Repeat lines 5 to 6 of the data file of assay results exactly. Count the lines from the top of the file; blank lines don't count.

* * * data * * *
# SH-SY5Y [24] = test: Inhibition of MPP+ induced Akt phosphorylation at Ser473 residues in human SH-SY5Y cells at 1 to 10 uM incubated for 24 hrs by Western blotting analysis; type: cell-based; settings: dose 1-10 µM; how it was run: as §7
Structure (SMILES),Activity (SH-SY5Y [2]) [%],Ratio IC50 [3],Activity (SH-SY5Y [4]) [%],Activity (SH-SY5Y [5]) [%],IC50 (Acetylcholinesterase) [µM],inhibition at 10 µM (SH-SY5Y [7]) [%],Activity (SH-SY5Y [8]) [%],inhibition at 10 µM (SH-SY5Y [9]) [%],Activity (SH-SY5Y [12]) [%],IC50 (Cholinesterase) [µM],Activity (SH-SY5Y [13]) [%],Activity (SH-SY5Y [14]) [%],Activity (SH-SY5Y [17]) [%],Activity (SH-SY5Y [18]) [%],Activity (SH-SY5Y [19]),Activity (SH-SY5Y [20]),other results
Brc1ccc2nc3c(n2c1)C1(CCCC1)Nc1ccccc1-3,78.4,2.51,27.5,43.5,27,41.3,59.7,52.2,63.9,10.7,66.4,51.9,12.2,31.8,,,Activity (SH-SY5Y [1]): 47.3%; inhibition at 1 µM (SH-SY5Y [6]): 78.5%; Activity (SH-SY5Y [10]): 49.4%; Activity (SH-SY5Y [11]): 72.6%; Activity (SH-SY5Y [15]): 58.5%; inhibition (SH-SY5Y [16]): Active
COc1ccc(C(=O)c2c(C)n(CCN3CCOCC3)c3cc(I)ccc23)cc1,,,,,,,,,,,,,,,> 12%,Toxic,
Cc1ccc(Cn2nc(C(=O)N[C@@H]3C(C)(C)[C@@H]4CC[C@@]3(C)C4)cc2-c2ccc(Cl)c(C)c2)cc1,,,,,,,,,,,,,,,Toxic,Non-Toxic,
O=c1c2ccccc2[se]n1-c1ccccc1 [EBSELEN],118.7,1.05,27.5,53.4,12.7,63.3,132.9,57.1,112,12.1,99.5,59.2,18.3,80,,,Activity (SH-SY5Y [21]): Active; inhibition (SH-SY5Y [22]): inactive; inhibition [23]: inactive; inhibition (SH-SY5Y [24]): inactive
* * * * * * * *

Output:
Cc1ccc(Cn2nc(C(=O)N[C@@H]3C(C)(C)[C@@H]4CC[C@@]3(C)C4)cc2-c2ccc(Cl)c(C)c2)cc1,,,,,,,,,,,,,,,Toxic,Non-Toxic,
O=c1c2ccccc2[se]n1-c1ccccc1 [EBSELEN],118.7,1.05,27.5,53.4,12.7,63.3,132.9,57.1,112,12.1,99.5,59.2,18.3,80,,,Activity (SH-SY5Y [21]): Active; inhibition (SH-SY5Y [22]): inactive; inhibition [23]: inactive; inhibition (SH-SY5Y [24]): inactive